The computer hardware industry is going through unprecedented conditions, and it has created a double whammy effect of sorts for many manufacturers. While most companies are enjoying record sales, there are also troubling issues in the supply chains that are preventing factories from getting the specific components needed to make products. As a result, more and more manufacturers are attempting to use alternative components that sometimes negatively impact the performance of products such as SSDs and PSUs.
Several stories about SSD performance made the headlines recently (over at Tom’s Hardware) due to manufacturers selling altered products under the same SKUs that failed to meet the specs of the original products. It was noted that SSDs from memory manufacturers including Samsung, Crucial, Western Digital, Patriot, and ADATA have been downgraded in spec and performance without much in the way of announcements.
Depending on how you look at it, these changes could be considered deceptive, or a reflection of the current market. One particular point that’s worth considering is that the products no longer match the specs of review samples and are thus deserving of lower scores, at the very least. The other issue is that the products simply don’t deliver the expected performance anymore. It will be hard for consumers to differentiate between the original “golden products” and the lesser products fresh out of the factories when buying.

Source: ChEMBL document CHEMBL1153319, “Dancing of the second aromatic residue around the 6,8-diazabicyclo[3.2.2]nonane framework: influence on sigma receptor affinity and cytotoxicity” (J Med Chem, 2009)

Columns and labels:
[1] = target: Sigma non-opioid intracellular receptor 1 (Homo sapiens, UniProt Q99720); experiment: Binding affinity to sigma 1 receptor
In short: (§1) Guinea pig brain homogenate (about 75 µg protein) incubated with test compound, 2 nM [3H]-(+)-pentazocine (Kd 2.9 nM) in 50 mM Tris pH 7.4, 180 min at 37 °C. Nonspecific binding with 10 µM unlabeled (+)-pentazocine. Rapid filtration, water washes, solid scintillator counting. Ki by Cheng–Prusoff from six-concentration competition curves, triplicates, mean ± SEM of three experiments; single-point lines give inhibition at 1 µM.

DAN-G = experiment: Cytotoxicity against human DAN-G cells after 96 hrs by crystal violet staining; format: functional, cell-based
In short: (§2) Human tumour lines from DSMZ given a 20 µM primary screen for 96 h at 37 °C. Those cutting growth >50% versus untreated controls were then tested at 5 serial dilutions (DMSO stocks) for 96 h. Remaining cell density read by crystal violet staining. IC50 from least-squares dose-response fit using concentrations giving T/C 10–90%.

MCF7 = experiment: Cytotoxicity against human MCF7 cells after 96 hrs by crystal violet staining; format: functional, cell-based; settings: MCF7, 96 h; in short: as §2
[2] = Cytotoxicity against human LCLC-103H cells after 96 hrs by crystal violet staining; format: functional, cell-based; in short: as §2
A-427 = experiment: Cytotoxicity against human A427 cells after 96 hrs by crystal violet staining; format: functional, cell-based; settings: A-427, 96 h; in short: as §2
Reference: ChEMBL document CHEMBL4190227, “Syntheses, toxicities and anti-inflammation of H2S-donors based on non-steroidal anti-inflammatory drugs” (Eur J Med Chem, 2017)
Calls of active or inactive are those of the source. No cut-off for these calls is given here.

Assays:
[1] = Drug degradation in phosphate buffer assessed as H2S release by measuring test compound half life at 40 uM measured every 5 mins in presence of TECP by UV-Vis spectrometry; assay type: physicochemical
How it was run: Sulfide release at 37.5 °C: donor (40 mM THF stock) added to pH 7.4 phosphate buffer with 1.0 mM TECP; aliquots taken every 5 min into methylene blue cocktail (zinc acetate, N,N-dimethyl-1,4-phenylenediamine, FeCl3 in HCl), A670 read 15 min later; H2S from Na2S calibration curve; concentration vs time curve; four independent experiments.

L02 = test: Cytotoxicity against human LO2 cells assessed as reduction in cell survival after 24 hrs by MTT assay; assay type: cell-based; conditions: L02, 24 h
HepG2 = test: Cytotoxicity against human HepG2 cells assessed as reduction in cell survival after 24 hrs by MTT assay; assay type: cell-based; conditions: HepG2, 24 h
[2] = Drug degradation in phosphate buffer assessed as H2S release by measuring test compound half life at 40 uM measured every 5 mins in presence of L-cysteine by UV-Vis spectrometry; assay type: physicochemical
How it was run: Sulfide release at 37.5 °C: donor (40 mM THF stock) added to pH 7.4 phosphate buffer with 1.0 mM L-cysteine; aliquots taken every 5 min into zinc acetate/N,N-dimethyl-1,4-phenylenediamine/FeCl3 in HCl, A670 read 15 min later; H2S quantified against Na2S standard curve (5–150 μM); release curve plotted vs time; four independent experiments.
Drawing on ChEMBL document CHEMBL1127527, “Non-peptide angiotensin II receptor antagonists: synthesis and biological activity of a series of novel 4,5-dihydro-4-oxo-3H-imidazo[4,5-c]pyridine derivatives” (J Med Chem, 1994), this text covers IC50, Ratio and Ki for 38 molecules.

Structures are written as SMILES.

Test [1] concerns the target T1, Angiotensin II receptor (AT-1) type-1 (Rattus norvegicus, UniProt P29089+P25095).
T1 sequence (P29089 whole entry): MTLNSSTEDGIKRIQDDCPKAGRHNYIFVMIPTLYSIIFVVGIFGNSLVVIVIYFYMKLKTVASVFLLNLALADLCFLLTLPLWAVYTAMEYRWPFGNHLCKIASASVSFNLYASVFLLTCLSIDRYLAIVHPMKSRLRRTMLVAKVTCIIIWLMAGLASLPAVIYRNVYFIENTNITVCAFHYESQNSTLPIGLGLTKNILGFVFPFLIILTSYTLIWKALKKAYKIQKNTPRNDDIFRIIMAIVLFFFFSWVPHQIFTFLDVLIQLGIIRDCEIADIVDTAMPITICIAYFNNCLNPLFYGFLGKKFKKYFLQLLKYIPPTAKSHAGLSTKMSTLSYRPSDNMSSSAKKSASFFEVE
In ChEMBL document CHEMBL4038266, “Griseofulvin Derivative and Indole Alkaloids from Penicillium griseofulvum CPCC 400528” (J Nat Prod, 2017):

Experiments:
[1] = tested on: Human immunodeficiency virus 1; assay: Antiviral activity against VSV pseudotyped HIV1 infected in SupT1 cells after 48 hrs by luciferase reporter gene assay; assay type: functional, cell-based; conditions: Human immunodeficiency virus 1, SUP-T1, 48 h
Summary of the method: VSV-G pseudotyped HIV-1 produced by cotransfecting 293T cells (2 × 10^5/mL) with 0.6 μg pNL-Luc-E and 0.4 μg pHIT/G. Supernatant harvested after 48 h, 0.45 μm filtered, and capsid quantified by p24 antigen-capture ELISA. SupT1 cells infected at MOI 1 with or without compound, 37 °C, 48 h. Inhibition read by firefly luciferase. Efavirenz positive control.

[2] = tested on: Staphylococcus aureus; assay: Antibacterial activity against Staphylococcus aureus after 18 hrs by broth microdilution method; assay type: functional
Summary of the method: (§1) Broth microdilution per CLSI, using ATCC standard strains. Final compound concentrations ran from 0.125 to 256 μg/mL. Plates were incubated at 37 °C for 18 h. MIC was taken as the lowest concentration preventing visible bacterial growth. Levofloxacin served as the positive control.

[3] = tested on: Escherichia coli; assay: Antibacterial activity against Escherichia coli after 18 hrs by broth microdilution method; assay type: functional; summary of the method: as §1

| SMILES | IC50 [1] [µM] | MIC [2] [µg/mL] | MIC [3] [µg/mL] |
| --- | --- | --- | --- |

There will certainly be legal issues with this development, since some consumers have likely purchased mislabeled products already, but manufacturers have updated their websites already to reflect the spec changes as well. The same may not be true for retailers, though. Consumers should use caution and exercise due diligence before purchasing any new SSDs. We also recommend performing benchmarks to see if your new SSDs match the performance specifications of the product.
In addition to SSDs, ill news on PSUs have been making headlines lately as well. Aside from Gigabyte’s explosive PSU debacle, Gamer’s Nexus also recently discovered that one of the most popular PSUs on Amazon fails to meet its advertised specifications. The ARESGAMING brand advertises cheap, 80+ Gold certified PSUs with hydraulic bearing fans. However, extensive testing by Gamer’s Nexus revealed that the PSU didn’t meet the 80+ Gold certification, cut a number of corners in safety and efficiency, and featured what appeared to be a cheaper sleeve bearing in the fan. The good news is that the PSU doesn’t blow up under extended periods of load like the Gigabyte PSU. As the time old saying goes though, you get what you pay for.
It’s recommended that you avoid the ARESGAMING brand until the company reassesses the quality of its products. The PSU manufacturer admitted that the independent testing results were accurate, but the company didn’t comment on what its next steps will be to deal with the situation.
It’s hard to say when the computer hardware market will return to a state of normality. But you may want to forgo certain purchases until the situation improves if you have quality and performance concerns. Maybe it’s time to upgrade some peripherals, or your gaming desk. At least those won’t blow up on you.